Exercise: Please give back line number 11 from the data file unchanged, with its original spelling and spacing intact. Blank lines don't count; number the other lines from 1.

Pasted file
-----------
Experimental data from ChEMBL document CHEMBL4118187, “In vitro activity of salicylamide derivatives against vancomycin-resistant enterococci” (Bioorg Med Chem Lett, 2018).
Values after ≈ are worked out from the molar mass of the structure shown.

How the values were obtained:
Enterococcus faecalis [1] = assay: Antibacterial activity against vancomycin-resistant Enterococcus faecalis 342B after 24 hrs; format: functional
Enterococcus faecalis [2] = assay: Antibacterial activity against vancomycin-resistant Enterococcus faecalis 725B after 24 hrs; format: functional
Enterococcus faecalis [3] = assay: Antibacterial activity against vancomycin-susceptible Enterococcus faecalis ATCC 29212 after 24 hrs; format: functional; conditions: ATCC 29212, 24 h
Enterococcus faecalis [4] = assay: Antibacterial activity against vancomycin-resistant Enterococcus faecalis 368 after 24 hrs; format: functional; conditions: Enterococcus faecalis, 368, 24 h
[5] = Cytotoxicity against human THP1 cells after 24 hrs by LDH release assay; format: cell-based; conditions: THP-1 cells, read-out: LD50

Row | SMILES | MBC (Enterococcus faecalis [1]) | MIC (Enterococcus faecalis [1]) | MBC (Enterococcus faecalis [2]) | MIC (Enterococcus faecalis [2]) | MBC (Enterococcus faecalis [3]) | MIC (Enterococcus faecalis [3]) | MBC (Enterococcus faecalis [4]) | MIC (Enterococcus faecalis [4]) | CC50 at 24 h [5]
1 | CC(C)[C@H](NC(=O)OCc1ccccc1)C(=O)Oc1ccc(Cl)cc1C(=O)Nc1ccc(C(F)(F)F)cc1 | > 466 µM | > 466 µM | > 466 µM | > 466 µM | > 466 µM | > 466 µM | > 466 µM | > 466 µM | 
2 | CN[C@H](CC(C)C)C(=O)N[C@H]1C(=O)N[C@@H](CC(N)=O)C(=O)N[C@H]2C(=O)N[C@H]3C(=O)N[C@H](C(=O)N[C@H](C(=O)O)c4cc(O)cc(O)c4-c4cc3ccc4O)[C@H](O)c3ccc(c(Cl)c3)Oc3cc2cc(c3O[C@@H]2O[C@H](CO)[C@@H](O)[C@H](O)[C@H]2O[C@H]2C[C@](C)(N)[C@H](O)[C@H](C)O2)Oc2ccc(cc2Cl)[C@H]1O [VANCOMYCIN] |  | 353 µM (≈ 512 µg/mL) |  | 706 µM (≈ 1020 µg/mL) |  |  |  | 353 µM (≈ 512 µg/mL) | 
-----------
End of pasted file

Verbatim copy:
2 | CN[C@H](CC(C)C)C(=O)N[C@H]1C(=O)N[C@@H](CC(N)=O)C(=O)N[C@H]2C(=O)N[C@H]3C(=O)N[C@H](C(=O)N[C@H](C(=O)O)c4cc(O)cc(O)c4-c4cc3ccc4O)[C@H](O)c3ccc(c(Cl)c3)Oc3cc2cc(c3O[C@@H]2O[C@H](CO)[C@@H](O)[C@H](O)[C@H]2O[C@H]2C[C@](C)(N)[C@H](O)[C@H](C)O2)Oc2ccc(cc2Cl)[C@H]1O [VANCOMYCIN] |  | 353 µM (≈ 512 µg/mL) |  | 706 µM (≈ 1020 µg/mL) |  |  |  | 353 µM (≈ 512 µg/mL) | 